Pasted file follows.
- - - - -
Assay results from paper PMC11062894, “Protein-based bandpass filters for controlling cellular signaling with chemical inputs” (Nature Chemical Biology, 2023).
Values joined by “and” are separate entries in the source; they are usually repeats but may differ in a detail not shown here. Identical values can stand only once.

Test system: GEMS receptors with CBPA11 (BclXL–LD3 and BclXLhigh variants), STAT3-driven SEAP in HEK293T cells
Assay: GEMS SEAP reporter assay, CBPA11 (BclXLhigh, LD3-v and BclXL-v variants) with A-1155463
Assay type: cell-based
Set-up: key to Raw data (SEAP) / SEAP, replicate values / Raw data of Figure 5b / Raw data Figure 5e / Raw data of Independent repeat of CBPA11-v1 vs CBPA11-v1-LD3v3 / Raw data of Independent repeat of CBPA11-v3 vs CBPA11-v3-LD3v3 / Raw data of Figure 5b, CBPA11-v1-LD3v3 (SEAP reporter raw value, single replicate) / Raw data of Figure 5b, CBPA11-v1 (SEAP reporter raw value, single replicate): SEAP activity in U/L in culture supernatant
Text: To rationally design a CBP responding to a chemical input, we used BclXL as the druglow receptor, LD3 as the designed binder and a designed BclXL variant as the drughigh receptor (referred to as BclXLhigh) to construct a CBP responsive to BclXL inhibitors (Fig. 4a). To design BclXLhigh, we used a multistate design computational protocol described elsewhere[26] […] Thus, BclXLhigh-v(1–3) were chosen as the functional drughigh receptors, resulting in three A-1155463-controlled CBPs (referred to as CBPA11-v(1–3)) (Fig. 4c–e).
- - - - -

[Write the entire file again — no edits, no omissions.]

Assay results from paper PMC11062894, “Protein-based bandpass filters for controlling cellular signaling with chemical inputs” (Nature Chemical Biology, 2023).
Values joined by “and” are separate entries in the source; they are usually repeats but may differ in a detail not shown here. Identical values can stand only once.

Test system: GEMS receptors with CBPA11 (BclXL–LD3 and BclXLhigh variants), STAT3-driven SEAP in HEK293T cells
Assay: GEMS SEAP reporter assay, CBPA11 (BclXLhigh, LD3-v and BclXL-v variants) with A-1155463
Assay type: cell-based
Set-up: key to Raw data (SEAP) / SEAP, replicate values / Raw data of Figure 5b / Raw data Figure 5e / Raw data of Independent repeat of CBPA11-v1 vs CBPA11-v1-LD3v3 / Raw data of Independent repeat of CBPA11-v3 vs CBPA11-v3-LD3v3 / Raw data of Figure 5b, CBPA11-v1-LD3v3 (SEAP reporter raw value, single replicate) / Raw data of Figure 5b, CBPA11-v1 (SEAP reporter raw value, single replicate): SEAP activity in U/L in culture supernatant
Text: To rationally design a CBP responding to a chemical input, we used BclXL as the druglow receptor, LD3 as the designed binder and a designed BclXL variant as the drughigh receptor (referred to as BclXLhigh) to construct a CBP responsive to BclXL inhibitors (Fig. 4a). To design BclXLhigh, we used a multistate design computational protocol described elsewhere[26] […] Thus, BclXLhigh-v(1–3) were chosen as the functional drughigh receptors, resulting in three A-1155463-controlled CBPs (referred to as CBPA11-v(1–3)) (Fig. 4c–e).